1945 - The Vietnam Conflict began less than a week after the Japanese surrender in World War II, when a team of Free French parachuted into southern Indochina in response to a successful coup by Communist guerrilla Ho Chi Minh.

This must be a good day for starting wars: the English Civil War also began on this day in 1642, and in 1846 the United States annexed New Mexico. It is merely happenstance that today's archive item also features New Mexico and the Rio Grande. Nevertheless a rather worrying occurence, because as we all know, at the end of the long arm of coincidence lies the fickle finger of fate.

Visit the Reference.com page for today, where you will find a fuller listing of facts about this day, with sections for holidays, events and births.

From Our 2002 Archive: Steel Arch Elegance - Thursday 22 August 2002
Taos Gorge Bridge © John H. Farr
Today's picture of the Taos Gorge Bridge over the Rio Grande in New Mexico comes from John H. Farr's web site at FotoFeed.com (links to other Farr features in the sidebar). When it was completed in 1965 it was known as 'The Bridge to Nowhere' because funds ran out to link the bridge to the existing highway system. It now carries US64 from Taos, New Mexico, to Farmington, NM.

When we passed this way we were taken completely by surprise. One moment we were driving across an enormous flat high altitude plain, the next moment we were winging across an airy bridge crossing a river whose name is legendary. The structure is claimed to be the 'World's Most Beautiful Steel Span Bridge'. More objectively it is claimed to be the second highest bridge in the USA, though figures for the drop to the river below seem to vary widely between 600 and 800 feet.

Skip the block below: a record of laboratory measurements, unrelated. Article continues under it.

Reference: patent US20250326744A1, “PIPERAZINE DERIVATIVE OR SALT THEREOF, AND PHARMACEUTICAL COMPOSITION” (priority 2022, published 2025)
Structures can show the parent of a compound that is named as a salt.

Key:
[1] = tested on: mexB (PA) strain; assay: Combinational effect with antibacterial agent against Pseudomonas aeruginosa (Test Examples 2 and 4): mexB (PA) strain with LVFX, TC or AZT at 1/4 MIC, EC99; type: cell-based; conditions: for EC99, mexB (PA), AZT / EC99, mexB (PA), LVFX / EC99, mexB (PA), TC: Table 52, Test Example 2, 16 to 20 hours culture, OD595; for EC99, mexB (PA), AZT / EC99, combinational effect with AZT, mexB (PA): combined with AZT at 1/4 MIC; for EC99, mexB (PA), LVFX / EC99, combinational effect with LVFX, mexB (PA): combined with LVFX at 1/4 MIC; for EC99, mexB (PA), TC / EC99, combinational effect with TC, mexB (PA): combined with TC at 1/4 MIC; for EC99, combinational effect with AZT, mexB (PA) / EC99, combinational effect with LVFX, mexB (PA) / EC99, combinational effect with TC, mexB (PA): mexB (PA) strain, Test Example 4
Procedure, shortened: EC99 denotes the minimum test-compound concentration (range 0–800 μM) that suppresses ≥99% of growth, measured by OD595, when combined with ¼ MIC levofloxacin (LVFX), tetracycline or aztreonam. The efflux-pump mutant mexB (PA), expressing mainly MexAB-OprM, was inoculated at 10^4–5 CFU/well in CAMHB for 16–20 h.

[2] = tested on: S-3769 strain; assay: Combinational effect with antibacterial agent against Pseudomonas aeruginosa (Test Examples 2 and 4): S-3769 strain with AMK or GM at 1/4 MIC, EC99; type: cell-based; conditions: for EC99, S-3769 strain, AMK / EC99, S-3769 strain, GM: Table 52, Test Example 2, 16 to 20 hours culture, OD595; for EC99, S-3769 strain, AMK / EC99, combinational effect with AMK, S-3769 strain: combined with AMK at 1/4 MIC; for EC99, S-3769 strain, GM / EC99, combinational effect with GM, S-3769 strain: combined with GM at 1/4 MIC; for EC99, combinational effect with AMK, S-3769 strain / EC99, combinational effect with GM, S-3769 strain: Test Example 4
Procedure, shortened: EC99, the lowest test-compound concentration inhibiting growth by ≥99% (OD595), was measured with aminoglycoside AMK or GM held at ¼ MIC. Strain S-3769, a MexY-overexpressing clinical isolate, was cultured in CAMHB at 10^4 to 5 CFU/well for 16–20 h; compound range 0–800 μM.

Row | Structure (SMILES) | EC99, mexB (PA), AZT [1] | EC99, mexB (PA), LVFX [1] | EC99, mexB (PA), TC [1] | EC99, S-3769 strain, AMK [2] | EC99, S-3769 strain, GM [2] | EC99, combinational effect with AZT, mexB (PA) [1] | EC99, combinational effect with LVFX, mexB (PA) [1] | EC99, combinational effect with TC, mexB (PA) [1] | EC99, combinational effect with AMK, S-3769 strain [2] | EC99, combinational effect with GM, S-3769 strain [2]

Geologically the Rio Grande is unusual, because rather than running in a gorge that it has cut itself, it runs in a ready made tear in the earth's crust riven by another form of arching on an even grander scale. Steven Wade Veatch has a page with all the details. The always impressive Virtual Guidebooks web site has a 360 degree VR panorama of the gorge, and other sights in the Pueblo Country.

There was an appalling murder here on 23 November 1998, when Erik Sanchez, 18, from nearby Espanola was thrown from the bridge. The following information has been garnered from many web sources, so its accuracy is questionable. Indeed one newspaper archive I searched had the date of the murder as 1997 and 1998 in consecutive search results. Reports I read suggest that Luis Acosta, 19, of Ranchos de Taos and David Sandoval, 24, of Taos were charged with first degree murder, 2 counts of armed robbery and single counts of conspiracy to commit a felony and first-degree kidnapping, with the death penalty sought.

It was alleged that the accused killed Sanchez for his customized car, which they allegedly planned to sell in Mexico for money to buy drugs and Christmas presents. It was also alleged that Sanchez was beaten, strangled with a shoelace and stripped of his clothing, then driven to the Rio Grande Gorge bridge, where he regained consciousness and tried to escape but was overpowered, according to Sheriff Charlie Martinez. Sanchez clung to the railing as his hands were kicked until he fell to the bottom of the gorge, Martinez said.

Defence attorneys Carmen Garza and Gary Mitchell claimed that although the idea might sound ludicrous, Acosta thought Sanchez could fly. They alleged their client had used an extensive amount of cocaine, and was under the influence of either drugs or alcohol at the time the killing occurred. As best as I have been able to ascertain from reports it seems that Acosta and Sandoval eventually pleaded guilty, and were sentenced to life plus 71 years, and life plus 75 years respectively.

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Jules Laforgue (1860-1887)
"Ah! que la vie est quotidienne."
Oh, what a day-to-day business life is.
'Complainte sur certains ennuis' (1885)